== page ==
Martin Truex Jr. admits team ‘just missed it’ with once dominant car


CONCORD, N.C. – Martin Truex Jr. had the same car he dominated Charlotte Motor Speedway with in May, but it did not have the same performance Sunday afternoon.

Although he started seventh, Truex never posed much of a threat for the victory in the Bank of America 500, placing 13th.

It was a surprising turn of events after Truex led 392 of 400 laps in the Coca-Cola 600 en route to picking up his first win of the season. It was also the same car that went to victory lane three weeks ago at Chicagoland Speedway in the Chase opener.

“We just missed it,” Truex said as he walked through the garage. “We had good speed; we just needed clean air to be able to do it because we were on a splitter so bad. I don’t know, we just missed our travels for some reason and were just plowing the hell out of the ground all day long. We made a few packer adjustments to try and get it off the ground, we just never did go far enough.

“Even with that said,,  we still had a second-, third-, fourth-place car towards the end of the race, which for as bad as we were is saying something because it wasn’t very good. We just missed it. Kind of banking off what we did here in the first race and just didn’t get enough practice to work out those little details.”

With an average running position of 9.93, Truex was in contention for a top-five finish until he lost his track position on the race’s final pit stop. After entering pit road fourth, the No. 78 car stalled when Truex went to pull out of his pit box, a faulty clutch the culprit.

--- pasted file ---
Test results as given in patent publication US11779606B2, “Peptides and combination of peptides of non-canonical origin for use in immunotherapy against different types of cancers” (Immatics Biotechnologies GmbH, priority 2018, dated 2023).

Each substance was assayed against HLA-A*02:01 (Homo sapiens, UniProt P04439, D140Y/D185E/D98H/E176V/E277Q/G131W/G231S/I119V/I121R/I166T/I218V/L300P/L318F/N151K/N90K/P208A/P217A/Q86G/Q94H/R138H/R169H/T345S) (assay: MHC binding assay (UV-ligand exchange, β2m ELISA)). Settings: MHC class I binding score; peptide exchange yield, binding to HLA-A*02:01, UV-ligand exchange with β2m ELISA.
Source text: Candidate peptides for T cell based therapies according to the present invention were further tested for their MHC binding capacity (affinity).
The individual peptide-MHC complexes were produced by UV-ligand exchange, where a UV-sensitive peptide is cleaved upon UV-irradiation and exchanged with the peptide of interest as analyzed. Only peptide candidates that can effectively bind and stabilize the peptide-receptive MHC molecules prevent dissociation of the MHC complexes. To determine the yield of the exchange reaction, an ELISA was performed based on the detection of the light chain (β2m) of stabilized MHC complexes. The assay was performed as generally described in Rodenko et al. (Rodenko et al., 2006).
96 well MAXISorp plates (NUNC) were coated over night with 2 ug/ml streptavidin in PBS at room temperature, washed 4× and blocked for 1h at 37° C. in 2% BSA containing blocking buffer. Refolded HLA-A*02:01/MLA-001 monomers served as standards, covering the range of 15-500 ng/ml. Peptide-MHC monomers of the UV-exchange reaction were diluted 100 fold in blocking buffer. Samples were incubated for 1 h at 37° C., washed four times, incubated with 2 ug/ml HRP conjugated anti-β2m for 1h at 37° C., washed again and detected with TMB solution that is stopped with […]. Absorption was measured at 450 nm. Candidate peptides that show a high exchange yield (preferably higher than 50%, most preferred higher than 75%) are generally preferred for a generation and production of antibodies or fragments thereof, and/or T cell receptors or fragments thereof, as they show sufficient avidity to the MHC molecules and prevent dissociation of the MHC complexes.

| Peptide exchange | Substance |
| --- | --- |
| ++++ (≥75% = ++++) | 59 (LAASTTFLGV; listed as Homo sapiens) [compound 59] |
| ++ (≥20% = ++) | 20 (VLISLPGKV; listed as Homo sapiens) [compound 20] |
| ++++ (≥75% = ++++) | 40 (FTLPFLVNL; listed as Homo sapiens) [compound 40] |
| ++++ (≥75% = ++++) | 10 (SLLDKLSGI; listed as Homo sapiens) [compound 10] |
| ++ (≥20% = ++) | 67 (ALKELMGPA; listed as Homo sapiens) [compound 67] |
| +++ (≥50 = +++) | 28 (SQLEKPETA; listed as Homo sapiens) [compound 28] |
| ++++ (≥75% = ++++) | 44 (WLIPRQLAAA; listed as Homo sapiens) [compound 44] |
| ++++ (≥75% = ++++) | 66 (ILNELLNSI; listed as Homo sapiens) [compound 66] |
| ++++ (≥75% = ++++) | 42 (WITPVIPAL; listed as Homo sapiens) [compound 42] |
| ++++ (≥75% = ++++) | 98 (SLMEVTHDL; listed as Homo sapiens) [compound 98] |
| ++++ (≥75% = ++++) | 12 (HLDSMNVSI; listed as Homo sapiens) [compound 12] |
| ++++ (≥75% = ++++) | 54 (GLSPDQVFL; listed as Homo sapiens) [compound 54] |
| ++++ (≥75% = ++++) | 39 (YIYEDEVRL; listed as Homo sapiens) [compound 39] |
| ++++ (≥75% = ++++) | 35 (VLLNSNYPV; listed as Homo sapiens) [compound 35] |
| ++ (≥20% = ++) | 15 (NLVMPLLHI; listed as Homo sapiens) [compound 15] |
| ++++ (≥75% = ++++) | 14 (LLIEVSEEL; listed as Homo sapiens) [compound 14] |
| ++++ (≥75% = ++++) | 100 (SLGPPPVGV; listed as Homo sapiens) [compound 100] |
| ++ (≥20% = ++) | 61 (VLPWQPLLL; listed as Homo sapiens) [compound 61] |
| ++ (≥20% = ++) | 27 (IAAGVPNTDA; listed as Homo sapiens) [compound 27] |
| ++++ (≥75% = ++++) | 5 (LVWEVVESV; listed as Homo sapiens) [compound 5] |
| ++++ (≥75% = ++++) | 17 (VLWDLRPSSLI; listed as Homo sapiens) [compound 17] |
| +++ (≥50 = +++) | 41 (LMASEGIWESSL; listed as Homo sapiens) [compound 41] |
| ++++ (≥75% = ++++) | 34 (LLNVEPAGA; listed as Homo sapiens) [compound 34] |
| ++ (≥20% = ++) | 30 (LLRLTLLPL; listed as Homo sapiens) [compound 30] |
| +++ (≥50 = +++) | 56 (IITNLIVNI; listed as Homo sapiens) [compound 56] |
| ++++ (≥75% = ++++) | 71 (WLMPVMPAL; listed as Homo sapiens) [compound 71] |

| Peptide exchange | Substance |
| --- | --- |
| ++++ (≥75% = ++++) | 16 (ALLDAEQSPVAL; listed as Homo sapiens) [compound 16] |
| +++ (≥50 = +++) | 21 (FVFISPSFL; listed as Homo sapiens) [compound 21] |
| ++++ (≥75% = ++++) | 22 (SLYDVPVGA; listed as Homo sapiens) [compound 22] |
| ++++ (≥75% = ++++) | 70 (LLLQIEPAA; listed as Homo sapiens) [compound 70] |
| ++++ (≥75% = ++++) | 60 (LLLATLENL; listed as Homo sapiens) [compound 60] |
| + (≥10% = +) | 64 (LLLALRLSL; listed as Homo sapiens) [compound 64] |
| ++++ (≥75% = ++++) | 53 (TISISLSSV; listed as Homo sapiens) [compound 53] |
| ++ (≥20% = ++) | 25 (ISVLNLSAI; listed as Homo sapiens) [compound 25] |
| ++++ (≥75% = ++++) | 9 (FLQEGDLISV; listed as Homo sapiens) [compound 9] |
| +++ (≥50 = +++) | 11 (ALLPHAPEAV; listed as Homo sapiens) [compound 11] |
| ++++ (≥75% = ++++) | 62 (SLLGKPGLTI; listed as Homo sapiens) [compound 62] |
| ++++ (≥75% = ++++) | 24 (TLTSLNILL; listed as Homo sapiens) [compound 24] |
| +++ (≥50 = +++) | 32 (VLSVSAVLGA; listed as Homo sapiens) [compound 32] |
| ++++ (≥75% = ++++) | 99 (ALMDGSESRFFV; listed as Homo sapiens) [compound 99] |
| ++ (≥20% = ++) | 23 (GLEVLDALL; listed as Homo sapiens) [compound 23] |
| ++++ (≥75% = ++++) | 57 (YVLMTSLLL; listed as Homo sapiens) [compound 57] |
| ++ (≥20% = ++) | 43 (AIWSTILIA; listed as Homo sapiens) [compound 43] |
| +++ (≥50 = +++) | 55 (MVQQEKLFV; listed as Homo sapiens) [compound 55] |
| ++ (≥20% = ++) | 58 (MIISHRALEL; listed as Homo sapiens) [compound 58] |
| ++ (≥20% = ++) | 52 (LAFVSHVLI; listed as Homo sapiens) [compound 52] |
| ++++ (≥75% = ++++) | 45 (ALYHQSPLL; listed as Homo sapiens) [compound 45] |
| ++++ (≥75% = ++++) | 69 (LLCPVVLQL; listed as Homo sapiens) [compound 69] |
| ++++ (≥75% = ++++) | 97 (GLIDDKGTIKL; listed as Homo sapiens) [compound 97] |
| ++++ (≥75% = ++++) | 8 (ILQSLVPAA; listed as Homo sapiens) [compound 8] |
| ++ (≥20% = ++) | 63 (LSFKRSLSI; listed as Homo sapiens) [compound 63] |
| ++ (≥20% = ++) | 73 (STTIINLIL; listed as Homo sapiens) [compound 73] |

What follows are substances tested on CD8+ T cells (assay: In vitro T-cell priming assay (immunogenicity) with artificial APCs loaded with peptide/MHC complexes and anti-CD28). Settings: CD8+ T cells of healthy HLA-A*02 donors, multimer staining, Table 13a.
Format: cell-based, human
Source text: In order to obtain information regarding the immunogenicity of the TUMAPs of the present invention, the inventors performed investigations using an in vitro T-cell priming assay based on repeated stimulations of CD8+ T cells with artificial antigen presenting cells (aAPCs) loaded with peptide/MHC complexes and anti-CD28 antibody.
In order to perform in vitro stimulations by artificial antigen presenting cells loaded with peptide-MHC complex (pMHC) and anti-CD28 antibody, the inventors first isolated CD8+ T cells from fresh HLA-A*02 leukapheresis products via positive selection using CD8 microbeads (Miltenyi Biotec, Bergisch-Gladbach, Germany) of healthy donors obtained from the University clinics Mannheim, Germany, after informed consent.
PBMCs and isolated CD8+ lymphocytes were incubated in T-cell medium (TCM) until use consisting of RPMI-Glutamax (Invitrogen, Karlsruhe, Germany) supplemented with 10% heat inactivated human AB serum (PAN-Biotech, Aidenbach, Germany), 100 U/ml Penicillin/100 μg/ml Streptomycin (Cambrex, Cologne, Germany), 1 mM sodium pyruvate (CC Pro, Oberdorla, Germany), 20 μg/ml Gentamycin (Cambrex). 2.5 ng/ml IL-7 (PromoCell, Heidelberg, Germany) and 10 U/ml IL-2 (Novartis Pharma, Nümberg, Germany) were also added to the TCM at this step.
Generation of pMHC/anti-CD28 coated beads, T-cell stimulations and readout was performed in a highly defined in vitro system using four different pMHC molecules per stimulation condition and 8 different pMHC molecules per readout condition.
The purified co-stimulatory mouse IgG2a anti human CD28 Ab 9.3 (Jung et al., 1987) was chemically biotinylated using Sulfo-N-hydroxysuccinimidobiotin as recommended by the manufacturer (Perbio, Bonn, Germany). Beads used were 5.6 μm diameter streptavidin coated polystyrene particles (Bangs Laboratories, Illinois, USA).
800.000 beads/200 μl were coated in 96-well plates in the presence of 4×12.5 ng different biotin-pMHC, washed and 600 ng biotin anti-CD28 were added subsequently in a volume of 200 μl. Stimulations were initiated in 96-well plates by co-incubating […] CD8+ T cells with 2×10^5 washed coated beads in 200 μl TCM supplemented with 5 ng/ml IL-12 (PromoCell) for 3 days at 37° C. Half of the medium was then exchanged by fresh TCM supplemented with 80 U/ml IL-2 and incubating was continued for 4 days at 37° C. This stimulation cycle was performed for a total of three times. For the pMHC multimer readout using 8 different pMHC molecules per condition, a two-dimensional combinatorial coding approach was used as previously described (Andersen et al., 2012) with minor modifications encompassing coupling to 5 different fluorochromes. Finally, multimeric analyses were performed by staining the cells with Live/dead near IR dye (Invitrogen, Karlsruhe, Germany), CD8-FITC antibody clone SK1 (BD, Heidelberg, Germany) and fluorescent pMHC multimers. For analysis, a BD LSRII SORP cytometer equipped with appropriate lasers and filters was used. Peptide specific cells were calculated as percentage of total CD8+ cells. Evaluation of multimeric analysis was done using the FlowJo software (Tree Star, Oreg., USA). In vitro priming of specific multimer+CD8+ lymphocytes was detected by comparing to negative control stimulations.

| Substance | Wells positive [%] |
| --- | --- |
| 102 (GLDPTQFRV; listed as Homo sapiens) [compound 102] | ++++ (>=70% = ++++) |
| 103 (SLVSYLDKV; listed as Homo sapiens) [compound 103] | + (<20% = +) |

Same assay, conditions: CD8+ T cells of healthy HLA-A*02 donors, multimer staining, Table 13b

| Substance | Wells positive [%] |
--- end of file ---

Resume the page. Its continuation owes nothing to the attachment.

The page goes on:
“Just freak deal with the clutch going out,” Truex said. “I’m not sure what happened there; clutch engaged itself and stalled the engine then we just sitting there dead. So luckily it started in gear. I was worried it wasn’t going to start at all, so luckily it started and we got back going.”

Things could have been worse, Truex acknowledges. He escaped without damage when he got into the back of Austin Dillon on a Lap 260 restart. The crash claimed a total of 11 cars, including Chase contenders Dillon and Chase Elliott.

Truex took the blame over the Furniture Row Racing team radio and admitted following the race he had made a “stupid” move.

“I flat ran Austin over,” Truex said. “He got going pretty good, started spinning his tires a little, and I tried to give him a shove to get him going, thinking I was going to help him out, and I guess hit him way too hard. I thought I was square, and we were going to be good, and I was just going to help him out. As soon as I hit him, just turned him around, so completely my fault. I feel awful for him and Slugger (Labbe, crew chief) and all those guys and all the other guys I tore up behind him. I just misjudged it trying to help. Just a stupid move, I guess.”

The positive from Sunday is that Truex remains above the Chase cutoff line heading into Kansas Speedway. Five other Chase drivers finished 30th or worse Sunday, giving Truex a 19-point advantage over Dillon, who is the first driver out of a transfer spot.

“I think we’re fine,” Truex said looking forward. “One race at a time. Thirteenth, like I said, it was a disappointing ending to our day, but all in all, a lot of guys had a lot worse days. You only got to beat four of them. We’ve got a good track next week, and we’ll go get after them in Kansas.”

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NASCAR America: Kyle Busch questions Xfinity rules package at Indy